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The latest Cochrane Review finds high certainty evidence that nicotine e-cigarettes are more effective than traditional nicotine-replacement therapy (NRT) in helping people quit smoking.

Electronic cigarette devices and accessories © Shutterstock

Research led by the Nuffield Department of Primary Care Health Sciences, and funded by Cancer Research UK, has found the strongest evidence yet that e-cigarettes, also known as ‘vapes’, help people to quit smoking better than traditional nicotine replacement therapies, such as patches and chewing gums.

New evidence published today in the Cochrane Library finds high certainty evidence that people are more likely to stop smoking for at least six months using nicotine e-cigarettes, or ‘vapes’, than using nicotine replacement therapies, such as patches and gums. Evidence also suggested that nicotine e-cigarettes led to higher quit rates than e-cigarettes without nicotine, or no stop smoking intervention, but less data contributed to these analyses. The updated Cochrane review includes 78 studies in over 22,000 participants – an addition of 22 studies since the last update in 2021.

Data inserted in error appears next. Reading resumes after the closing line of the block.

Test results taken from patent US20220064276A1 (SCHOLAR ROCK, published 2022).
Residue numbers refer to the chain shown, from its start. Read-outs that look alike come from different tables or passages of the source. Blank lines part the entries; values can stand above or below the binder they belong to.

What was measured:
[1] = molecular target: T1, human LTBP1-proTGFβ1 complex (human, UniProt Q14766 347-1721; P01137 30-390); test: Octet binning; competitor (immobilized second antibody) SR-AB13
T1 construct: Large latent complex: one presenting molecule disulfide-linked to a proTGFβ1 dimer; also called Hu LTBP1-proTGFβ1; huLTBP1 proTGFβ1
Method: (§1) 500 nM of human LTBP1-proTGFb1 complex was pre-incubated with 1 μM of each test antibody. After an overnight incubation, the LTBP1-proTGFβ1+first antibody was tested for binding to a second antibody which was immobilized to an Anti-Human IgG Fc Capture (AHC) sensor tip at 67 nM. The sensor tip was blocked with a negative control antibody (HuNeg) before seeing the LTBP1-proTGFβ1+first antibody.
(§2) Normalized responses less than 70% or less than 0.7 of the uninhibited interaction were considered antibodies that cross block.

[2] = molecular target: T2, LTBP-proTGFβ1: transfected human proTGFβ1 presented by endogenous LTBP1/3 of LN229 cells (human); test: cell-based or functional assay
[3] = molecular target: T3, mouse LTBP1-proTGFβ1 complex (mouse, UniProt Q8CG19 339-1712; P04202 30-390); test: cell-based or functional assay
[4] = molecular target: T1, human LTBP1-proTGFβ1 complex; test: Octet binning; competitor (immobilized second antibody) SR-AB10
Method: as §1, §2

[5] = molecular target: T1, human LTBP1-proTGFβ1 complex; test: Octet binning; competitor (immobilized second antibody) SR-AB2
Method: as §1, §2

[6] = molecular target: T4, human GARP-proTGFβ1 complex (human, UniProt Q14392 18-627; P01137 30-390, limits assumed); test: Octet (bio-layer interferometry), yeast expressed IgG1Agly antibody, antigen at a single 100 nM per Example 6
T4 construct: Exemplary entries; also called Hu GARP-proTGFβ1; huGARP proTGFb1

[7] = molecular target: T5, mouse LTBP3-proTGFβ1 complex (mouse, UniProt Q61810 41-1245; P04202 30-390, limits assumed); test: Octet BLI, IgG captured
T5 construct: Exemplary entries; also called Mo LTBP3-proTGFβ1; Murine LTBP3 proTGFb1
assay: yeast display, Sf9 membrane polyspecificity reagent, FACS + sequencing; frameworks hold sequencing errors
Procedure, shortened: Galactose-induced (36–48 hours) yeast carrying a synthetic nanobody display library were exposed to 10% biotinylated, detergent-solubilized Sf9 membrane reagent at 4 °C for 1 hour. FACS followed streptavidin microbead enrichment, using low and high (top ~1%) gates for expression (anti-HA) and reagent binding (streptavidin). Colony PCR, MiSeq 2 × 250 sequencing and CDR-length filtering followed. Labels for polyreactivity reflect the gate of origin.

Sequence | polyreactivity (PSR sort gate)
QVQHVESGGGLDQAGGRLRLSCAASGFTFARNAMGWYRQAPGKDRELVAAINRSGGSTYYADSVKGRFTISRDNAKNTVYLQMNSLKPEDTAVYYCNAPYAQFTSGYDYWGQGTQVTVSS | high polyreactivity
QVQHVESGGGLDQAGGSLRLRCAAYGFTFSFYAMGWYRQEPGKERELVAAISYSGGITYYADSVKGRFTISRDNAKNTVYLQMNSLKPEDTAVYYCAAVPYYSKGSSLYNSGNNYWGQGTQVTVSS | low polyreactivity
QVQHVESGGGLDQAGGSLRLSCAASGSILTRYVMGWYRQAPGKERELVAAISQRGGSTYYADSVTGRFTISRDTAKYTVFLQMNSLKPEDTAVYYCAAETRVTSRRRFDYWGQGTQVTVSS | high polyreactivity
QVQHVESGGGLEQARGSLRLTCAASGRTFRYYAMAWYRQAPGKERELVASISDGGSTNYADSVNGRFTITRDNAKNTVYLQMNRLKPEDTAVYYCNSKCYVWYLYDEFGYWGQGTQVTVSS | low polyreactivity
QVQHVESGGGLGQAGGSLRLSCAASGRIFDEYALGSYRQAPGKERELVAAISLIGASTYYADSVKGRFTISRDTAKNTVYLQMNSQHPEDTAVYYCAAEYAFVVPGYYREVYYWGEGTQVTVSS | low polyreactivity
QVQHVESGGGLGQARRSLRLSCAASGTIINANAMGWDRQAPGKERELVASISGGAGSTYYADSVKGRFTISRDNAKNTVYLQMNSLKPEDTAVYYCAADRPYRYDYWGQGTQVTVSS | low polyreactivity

Smoking is a significant global health problem. According to the World Health Organisation (WHO), in 2020, 22.3% of the global population used tobacco, despite it killing up to half of its users. Stopping smoking reduces the risk of lung cancer, heart attacks and many other diseases. Though most people who smoke want to quit, many find it difficult to do so permanently. Nicotine patches and gum are safe, effective and widely used methods to help individuals quit.

Read the full story on the University of Oxford website

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